A common thread in my photography is simply searching for inspiration in everyday life. In this blog we are attempting to find inspiration within a stressful situation. I have the pleasure to live in a historic Victorian home, built in 1905. It has always been my intention to fix it up and hopefully sell it in a few years. As all "home improvement" projects go, I am six years into it, and nowhere near the end. Honestly, I was used to the look of half finished projects and desperately needed some energy to finish. To my surprise I was about to get that added energy. May 22, 2011 a tornado flew over my house and cosmetically damaged most of the interior and exterior walls. Six months later, it is December. The siding and roofing has been taken care of. Moving to the interior walls, construction teams have completely gutted the walls revealing only studs. I am thankful being a Technical Representative for Tamron. This opportunity allowed a 2 month hotel stay to happen seamlessly. I go back to the home from time to time, taking photographs of the progress for my scrapbook. There was one day, I was wandering around, cannot say if it was the lighting, or just stepping into the same scene with a new perspective, but I found my inspiration. It started with the first shot, a lonely lamp in the middle of an open floor plan. Maybe this symbolizes hope? (or) coming from a theater background, it's a ghost lamp, always on, giving light into an empty house. The next two are of the old radiators covered in layer after layer of paint. The light coming through the window caught my eye, and the pipe sticking straight out of the floor created a great vertical line. In all the photos below, I looked at the lines, and shapes created through the destruction. I contemplated turning them all B&W, thinking it would better reflect the 106 year old house. Overall, I converted only a few, to better show the lines and texture inside the frame. The next photo is of the floorboards from the room above. This is a forgotten storage space covered in layers of magazines for insulation. They were all from the 1920s, and randomly placed was a perfect portrait framed by a knot in the wood. The last photo is a view of the old chimney. I had never seen it not covered in sheet rock, and I was automatically drawn to the different layers of brick, cement, and wall paper. One of my biggest annoyances of the house when I was fixing it up was how many layers were on everything. Six or seven was common of paint and wallpaper. It was nice to see the walls stripped down. Overall, I have a rare look at the interior, unseen by anyone in decades. These photographs not only show progress, but show a glimpse of what the house used to look like. I went back today and new sheet rock was up, and I'll be picking out paint colors next week. It's amazing how drastically the same space can change in a few days.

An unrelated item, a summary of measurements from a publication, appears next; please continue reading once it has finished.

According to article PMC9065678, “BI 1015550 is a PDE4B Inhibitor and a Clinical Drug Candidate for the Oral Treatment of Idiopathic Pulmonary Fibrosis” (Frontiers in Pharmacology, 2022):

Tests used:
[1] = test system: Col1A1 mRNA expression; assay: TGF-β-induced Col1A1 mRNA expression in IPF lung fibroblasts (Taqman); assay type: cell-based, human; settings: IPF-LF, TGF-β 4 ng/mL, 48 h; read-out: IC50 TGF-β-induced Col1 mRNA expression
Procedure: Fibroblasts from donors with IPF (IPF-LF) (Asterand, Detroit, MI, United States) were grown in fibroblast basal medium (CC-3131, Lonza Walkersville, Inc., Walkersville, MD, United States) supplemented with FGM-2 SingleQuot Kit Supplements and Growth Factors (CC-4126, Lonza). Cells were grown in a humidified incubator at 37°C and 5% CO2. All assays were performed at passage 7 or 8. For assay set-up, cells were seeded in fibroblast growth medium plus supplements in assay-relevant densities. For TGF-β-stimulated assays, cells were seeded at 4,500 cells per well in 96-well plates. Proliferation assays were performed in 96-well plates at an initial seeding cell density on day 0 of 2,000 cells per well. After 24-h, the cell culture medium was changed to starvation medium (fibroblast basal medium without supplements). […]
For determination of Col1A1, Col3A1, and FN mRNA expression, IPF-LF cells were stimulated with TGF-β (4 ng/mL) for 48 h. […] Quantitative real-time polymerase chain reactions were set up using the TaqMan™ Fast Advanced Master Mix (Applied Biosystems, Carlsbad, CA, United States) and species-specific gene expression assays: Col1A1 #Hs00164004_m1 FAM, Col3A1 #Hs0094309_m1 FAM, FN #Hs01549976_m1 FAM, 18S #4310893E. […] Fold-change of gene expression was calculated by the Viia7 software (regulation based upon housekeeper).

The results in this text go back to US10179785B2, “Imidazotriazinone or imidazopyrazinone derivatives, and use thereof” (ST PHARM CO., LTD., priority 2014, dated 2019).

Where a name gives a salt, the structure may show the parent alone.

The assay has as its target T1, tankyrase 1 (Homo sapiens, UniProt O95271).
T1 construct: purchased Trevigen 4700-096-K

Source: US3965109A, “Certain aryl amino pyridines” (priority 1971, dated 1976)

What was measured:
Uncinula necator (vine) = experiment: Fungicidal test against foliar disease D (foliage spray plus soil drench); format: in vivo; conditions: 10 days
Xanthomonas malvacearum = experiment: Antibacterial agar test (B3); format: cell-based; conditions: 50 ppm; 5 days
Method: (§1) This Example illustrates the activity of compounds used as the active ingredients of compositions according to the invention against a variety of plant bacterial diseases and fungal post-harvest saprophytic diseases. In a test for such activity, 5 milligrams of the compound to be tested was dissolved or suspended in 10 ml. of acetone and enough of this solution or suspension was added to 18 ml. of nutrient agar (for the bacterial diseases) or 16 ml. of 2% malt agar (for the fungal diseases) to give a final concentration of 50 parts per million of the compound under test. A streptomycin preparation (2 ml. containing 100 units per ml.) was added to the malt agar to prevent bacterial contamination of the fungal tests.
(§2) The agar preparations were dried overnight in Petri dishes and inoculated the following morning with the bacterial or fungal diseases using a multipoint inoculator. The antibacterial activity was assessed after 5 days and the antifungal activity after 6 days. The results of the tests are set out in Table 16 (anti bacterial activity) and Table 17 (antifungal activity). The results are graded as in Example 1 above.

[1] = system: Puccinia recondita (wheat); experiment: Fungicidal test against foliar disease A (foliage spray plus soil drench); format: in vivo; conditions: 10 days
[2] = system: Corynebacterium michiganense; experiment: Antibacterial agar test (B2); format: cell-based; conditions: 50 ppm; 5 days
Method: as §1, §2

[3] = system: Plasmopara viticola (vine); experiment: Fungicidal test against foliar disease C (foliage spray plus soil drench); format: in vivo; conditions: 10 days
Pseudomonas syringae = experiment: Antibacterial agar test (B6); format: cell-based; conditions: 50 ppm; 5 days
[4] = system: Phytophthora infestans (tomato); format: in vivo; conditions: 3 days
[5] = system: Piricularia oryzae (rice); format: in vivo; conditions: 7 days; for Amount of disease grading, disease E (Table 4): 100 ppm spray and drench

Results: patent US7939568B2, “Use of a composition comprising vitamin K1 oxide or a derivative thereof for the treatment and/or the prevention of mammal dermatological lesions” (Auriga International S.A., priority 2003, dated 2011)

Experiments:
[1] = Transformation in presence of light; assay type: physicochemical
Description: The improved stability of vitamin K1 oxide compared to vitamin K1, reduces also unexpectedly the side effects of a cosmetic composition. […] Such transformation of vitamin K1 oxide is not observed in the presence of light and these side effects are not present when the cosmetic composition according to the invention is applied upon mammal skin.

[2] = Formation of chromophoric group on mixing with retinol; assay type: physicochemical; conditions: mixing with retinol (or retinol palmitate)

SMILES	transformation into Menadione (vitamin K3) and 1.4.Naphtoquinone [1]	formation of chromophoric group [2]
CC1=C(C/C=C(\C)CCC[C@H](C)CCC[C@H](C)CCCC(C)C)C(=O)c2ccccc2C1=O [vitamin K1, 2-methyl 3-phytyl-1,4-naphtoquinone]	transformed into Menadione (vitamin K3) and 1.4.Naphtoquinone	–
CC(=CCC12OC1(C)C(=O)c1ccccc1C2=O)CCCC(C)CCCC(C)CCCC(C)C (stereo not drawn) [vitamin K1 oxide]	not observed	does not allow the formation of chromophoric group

As always, keep your eyes open for inspiration. Thank you for reading.